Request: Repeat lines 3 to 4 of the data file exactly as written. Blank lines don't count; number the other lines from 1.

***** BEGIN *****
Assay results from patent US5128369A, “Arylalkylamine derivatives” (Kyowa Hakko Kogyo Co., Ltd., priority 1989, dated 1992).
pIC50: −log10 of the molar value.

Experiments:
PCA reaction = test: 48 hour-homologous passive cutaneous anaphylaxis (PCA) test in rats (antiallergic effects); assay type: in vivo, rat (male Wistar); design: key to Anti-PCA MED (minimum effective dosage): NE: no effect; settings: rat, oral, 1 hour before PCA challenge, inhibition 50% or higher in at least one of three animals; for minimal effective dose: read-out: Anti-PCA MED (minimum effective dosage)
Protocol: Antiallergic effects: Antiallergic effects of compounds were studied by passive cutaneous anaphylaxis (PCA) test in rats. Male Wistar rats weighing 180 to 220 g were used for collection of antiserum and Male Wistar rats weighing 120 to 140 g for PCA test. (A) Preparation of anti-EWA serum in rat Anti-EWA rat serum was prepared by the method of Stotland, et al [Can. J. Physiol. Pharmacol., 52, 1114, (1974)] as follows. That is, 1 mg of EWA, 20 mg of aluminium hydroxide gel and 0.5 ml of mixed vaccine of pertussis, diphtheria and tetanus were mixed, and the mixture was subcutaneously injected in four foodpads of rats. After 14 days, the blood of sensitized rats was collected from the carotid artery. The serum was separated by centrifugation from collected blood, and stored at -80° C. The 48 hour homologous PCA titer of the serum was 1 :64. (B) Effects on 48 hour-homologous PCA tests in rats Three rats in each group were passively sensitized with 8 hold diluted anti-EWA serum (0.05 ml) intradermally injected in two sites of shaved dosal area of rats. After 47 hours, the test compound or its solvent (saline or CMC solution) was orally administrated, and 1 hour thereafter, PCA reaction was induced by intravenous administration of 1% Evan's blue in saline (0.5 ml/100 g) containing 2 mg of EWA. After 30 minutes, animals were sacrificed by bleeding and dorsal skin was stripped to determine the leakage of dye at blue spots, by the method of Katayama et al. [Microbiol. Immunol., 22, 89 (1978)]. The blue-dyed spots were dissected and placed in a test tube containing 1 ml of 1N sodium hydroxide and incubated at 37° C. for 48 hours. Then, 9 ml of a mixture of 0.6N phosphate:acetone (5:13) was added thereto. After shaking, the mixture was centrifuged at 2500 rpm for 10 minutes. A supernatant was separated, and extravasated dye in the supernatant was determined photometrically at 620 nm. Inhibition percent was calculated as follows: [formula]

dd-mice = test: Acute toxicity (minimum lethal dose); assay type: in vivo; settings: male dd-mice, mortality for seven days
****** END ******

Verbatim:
Experiments:
PCA reaction = test: 48 hour-homologous passive cutaneous anaphylaxis (PCA) test in rats (antiallergic effects); assay type: in vivo, rat (male Wistar); design: key to Anti-PCA MED (minimum effective dosage): NE: no effect; settings: rat, oral, 1 hour before PCA challenge, inhibition 50% or higher in at least one of three animals; for minimal effective dose: read-out: Anti-PCA MED (minimum effective dosage)